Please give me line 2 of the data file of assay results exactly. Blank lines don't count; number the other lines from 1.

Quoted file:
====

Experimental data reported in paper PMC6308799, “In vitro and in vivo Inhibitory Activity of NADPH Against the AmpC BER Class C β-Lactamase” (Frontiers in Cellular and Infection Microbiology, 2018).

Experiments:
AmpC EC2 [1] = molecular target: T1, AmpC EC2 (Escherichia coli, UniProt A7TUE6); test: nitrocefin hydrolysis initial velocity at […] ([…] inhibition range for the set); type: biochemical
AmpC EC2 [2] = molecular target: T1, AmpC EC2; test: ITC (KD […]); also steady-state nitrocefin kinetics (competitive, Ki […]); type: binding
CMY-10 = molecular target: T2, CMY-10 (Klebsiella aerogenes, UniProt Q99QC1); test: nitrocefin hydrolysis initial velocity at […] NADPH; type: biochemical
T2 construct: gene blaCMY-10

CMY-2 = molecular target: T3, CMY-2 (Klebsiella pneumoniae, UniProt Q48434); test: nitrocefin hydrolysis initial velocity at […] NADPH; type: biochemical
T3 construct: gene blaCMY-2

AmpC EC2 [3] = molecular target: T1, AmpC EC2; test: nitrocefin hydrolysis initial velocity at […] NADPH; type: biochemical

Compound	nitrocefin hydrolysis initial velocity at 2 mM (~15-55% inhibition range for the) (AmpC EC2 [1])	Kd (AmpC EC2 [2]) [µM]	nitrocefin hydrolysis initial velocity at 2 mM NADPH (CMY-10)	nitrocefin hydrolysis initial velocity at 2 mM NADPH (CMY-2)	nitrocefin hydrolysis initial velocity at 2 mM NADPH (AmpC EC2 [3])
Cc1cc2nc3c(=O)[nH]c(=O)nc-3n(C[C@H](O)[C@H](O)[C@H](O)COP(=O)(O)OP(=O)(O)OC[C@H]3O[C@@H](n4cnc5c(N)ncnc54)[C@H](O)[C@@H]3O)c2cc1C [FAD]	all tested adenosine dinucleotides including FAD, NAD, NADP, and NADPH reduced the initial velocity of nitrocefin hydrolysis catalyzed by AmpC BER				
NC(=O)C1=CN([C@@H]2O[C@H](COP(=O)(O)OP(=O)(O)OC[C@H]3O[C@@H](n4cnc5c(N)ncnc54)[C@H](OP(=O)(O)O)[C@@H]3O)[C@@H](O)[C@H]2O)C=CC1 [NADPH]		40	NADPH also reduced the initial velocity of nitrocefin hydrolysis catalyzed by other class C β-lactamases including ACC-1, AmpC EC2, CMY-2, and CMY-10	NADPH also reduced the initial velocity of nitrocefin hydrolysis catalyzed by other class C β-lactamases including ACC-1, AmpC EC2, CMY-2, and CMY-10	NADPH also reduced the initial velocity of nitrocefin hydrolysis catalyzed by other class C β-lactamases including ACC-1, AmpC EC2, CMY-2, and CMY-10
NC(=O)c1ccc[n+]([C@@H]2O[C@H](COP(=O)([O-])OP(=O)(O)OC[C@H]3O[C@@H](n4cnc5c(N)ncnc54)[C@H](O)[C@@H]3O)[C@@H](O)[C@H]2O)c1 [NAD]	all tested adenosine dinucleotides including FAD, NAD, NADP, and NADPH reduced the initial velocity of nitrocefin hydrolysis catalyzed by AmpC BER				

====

Experiments: